Thursday, February 17, 2011
The tech industry is always promising a "new Messiah" to cure what it sees as a backward health sector. I've tried to make the case that internet firms can learn something from health care (here and here). So I was happy to hear of this talk from Scott Charney, corporate vice president for trustworthy computing at Microsoft, on "parallels between real-life viral epidemics and internet viruses." According to an article on the topic:
[S]topping computer malware from spreading should mirror efforts to collectively protect people from public health risks, said Scott Charney. . . . He made the remarks in one of the opening keynotes at the RSA security conference in San Francisco . . . . That means companies, governments and other entities will have to collaborate to eliminate risks to everyone, rather than just look out for themselves.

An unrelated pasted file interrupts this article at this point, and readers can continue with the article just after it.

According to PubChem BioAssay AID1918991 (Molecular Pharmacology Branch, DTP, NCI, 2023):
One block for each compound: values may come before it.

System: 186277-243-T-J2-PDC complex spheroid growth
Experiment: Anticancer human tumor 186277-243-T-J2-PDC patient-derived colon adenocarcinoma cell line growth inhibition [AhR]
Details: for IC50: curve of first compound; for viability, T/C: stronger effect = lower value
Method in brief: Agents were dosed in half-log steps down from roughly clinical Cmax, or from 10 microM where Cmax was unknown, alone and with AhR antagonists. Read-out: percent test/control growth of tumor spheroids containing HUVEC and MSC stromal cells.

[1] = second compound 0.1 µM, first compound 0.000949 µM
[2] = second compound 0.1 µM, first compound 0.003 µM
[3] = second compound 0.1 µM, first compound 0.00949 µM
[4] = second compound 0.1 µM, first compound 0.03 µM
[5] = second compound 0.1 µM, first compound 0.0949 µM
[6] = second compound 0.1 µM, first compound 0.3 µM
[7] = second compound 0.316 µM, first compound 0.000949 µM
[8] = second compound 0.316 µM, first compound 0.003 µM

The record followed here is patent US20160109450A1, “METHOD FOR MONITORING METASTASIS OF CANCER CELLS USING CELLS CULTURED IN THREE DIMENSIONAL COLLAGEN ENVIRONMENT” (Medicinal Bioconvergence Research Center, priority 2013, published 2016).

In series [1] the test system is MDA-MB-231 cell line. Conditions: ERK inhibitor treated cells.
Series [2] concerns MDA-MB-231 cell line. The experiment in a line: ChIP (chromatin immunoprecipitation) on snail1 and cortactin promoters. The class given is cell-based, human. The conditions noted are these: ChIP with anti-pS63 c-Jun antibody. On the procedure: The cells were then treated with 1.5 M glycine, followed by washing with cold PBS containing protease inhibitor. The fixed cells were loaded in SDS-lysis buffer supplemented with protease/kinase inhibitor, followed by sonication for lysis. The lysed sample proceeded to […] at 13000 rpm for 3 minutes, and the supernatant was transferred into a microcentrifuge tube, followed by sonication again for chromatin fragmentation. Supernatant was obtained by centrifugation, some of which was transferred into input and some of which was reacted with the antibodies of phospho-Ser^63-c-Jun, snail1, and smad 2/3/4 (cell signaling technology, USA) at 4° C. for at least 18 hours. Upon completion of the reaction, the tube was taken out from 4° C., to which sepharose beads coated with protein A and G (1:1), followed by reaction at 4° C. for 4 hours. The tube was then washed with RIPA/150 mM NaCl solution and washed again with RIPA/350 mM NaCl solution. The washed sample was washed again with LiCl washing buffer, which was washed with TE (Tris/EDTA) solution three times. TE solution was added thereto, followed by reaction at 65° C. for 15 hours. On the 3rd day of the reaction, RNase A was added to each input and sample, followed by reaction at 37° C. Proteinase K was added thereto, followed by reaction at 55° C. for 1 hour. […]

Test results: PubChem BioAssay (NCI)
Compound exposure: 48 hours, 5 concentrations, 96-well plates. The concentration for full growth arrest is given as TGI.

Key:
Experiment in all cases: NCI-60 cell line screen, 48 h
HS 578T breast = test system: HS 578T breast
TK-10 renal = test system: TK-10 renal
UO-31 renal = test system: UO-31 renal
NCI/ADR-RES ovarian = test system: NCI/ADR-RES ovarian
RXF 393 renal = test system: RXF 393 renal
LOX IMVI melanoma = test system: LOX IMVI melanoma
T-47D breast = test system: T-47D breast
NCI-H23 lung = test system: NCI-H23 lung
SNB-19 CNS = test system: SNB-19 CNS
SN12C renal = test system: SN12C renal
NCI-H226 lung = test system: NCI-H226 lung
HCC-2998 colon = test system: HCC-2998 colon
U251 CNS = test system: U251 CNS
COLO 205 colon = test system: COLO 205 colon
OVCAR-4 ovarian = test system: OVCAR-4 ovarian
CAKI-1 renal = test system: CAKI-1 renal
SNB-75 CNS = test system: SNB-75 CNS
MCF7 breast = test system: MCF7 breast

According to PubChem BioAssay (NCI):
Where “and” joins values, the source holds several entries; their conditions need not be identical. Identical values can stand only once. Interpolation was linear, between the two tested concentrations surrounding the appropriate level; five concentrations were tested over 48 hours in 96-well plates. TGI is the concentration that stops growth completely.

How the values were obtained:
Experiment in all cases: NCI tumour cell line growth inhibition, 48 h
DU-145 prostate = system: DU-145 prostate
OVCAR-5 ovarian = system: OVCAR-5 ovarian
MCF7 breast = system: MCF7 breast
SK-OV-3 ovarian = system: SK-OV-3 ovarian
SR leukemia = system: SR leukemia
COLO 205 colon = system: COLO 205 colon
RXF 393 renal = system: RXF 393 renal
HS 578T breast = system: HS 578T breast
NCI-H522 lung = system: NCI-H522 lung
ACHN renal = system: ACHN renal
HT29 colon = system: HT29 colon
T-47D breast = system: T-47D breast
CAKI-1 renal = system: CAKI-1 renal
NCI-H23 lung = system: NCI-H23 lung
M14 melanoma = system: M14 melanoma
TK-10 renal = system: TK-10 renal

Charney urged the government to create a bullet-proof identification system that creates online trust and preserves privacy. Companies should also keep making their defenses more secure. But greater effort should be put into the collective defense of the internet, Charney said.Developing a "bullet-proof identification system" is a huge challenge today, as secondary (mis)uses of data become more pervasive. But I appreciate Charney's argument that no computer, like no person, is an island. - Frank Pasquale